Foreclosures remain high throughout the Bay Area, according to census information and foreclosure data website ForeclosureRadar.com:
In all three counties, the notices were down about a third from the previous year but remain a severe problem for many residents -- and possibly an opportunity for local investors.
Waypoint started off buying about 900 foreclosed homes, Brien said, mostly in East Contra Costa County and in Solano County, and hopes to maintain most of them as rentals. But under the special leasing program, tenants in good standing can get free counseling to improve their credit and earn 10 percent of what they pay in rent to put toward the purchase of any home at the end of their lease, as long as they use Waypoint as the buying agent.
The partners tout the program as the first of its kind in a new, quickly growing housing market for single-family rentals in the wake of the nation's mortgage crisis.
GI Partners, a Menlo Park-based equity firm, announced Wednesday it will be investing at least $100 million in Waypoint's efforts, which Brien said will allow it to leverage as much as $250 million in buying power to acquire foreclosed housing.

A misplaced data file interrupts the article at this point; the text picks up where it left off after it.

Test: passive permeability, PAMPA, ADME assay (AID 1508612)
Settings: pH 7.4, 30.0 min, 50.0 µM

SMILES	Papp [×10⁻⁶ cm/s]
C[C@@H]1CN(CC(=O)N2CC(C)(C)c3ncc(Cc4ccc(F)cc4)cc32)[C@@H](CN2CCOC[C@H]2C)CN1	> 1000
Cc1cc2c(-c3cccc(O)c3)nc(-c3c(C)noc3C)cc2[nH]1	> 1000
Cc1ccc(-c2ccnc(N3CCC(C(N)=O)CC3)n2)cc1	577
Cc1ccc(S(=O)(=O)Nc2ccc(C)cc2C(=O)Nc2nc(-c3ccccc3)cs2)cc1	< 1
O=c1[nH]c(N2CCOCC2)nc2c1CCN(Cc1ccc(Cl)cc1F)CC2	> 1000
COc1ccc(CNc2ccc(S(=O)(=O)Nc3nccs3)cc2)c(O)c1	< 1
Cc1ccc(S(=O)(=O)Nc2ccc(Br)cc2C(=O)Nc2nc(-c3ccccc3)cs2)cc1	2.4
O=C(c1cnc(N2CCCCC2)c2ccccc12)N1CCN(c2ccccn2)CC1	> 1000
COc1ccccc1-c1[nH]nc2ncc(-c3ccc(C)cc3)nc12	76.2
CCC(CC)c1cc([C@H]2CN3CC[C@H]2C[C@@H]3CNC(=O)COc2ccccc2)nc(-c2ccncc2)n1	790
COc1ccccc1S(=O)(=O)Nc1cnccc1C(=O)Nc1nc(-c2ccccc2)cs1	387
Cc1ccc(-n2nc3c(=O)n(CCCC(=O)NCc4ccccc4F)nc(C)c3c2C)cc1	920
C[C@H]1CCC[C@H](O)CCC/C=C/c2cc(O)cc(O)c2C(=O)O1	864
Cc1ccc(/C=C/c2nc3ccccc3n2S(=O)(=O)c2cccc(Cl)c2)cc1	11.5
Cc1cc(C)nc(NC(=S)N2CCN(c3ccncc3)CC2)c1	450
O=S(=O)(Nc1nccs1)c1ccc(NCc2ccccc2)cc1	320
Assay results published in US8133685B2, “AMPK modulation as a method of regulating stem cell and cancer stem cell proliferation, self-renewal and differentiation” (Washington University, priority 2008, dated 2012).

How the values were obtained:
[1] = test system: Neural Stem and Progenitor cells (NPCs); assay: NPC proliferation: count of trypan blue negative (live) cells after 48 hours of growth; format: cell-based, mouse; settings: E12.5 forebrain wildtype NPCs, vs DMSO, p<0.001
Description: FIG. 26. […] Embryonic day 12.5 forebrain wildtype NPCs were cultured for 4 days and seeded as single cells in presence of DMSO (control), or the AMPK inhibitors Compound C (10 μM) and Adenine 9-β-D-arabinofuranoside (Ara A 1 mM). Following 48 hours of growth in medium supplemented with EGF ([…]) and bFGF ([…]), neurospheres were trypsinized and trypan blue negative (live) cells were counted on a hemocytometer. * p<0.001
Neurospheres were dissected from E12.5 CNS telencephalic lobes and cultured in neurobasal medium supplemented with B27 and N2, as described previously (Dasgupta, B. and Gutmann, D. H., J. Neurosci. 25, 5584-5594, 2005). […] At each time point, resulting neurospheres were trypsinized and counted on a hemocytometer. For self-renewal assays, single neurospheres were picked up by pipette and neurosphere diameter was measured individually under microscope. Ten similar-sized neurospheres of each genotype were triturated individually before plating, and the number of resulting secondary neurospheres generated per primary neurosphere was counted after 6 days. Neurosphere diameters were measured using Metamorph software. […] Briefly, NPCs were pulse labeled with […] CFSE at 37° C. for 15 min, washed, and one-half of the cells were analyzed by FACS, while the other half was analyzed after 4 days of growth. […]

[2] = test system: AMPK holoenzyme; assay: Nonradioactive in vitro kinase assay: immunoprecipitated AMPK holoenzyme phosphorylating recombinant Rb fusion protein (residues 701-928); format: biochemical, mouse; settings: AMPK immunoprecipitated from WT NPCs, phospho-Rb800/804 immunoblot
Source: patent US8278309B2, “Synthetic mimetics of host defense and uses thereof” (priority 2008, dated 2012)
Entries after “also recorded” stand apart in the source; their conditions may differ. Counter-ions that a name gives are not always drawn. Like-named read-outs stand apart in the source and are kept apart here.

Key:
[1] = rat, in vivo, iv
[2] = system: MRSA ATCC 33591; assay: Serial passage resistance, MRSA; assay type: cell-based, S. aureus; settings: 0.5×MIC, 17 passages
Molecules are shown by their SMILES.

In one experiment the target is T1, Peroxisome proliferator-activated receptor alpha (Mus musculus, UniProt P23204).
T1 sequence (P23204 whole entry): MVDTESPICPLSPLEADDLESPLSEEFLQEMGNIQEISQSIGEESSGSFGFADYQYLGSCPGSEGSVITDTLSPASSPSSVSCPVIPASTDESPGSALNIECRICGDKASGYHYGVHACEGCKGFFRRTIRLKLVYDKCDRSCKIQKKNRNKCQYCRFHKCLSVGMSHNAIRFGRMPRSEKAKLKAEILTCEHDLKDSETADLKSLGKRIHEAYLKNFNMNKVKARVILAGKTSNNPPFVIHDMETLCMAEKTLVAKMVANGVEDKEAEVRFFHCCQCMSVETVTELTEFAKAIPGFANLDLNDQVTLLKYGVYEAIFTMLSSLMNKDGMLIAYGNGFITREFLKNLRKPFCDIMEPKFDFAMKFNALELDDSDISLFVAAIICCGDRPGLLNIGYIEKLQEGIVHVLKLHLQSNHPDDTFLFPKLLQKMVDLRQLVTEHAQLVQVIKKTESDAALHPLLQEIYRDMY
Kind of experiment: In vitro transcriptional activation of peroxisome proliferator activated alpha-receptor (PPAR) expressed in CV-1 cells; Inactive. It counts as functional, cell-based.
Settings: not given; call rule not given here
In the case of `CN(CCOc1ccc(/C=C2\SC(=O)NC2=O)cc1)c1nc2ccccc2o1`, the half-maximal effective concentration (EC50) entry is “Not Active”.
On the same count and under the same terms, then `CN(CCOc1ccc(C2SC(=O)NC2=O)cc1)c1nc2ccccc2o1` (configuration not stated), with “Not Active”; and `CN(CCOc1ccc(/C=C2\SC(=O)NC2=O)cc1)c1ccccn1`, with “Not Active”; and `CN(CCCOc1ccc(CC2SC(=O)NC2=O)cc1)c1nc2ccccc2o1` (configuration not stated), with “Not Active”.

John Holmgren, a mortgage broker with Oakland-based firm Holmgren & Associates, said he's not familiar with Waypoint and has not yet seen the model the company proposes elsewhere in the local market.
"I haven't heard of it, but it's a very ingenious idea in this market," he said.
Oakland real estate broker Paul Valva -- who agreed he hasn't seen the model applied anywhere in the Bay Area so far -- said investing in rentals is a good idea right now, with rents going up across the Bay Area as former homeowners flood the rental market.
Brien says the "lease with rewards" model is preferable to the one the Gates family used, because it provides flexibility to both parties and offers a better chance for a strong return on Waypoint's investment in the houses.
Partner Gary Beasley said the ideal time frame to hold on to a property is about five to seven years. The company expects housing values to begin recovering in about two years.